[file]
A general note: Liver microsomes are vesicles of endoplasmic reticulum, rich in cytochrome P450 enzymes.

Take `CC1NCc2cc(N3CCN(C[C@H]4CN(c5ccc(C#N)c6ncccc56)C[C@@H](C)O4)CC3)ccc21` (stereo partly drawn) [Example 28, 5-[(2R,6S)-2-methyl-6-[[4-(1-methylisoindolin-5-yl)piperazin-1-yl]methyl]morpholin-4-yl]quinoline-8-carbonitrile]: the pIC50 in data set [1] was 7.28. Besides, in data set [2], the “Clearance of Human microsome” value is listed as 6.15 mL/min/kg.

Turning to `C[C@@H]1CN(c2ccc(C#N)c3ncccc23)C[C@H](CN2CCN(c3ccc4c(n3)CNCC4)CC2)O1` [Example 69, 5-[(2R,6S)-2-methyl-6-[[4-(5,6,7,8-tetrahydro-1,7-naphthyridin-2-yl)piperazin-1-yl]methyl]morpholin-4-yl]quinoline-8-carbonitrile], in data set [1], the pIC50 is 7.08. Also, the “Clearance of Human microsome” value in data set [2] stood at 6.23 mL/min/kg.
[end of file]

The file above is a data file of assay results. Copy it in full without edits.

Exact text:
A general note: Liver microsomes are vesicles of endoplasmic reticulum, rich in cytochrome P450 enzymes.

Take `CC1NCc2cc(N3CCN(C[C@H]4CN(c5ccc(C#N)c6ncccc56)C[C@@H](C)O4)CC3)ccc21` (stereo partly drawn) [Example 28, 5-[(2R,6S)-2-methyl-6-[[4-(1-methylisoindolin-5-yl)piperazin-1-yl]methyl]morpholin-4-yl]quinoline-8-carbonitrile]: the pIC50 in data set [1] was 7.28. Besides, in data set [2], the “Clearance of Human microsome” value is listed as 6.15 mL/min/kg.

Turning to `C[C@@H]1CN(c2ccc(C#N)c3ncccc23)C[C@H](CN2CCN(c3ccc4c(n3)CNCC4)CC2)O1` [Example 69, 5-[(2R,6S)-2-methyl-6-[[4-(5,6,7,8-tetrahydro-1,7-naphthyridin-2-yl)piperazin-1-yl]methyl]morpholin-4-yl]quinoline-8-carbonitrile], in data set [1], the pIC50 is 7.08. Also, the “Clearance of Human microsome” value in data set [2] stood at 6.23 mL/min/kg.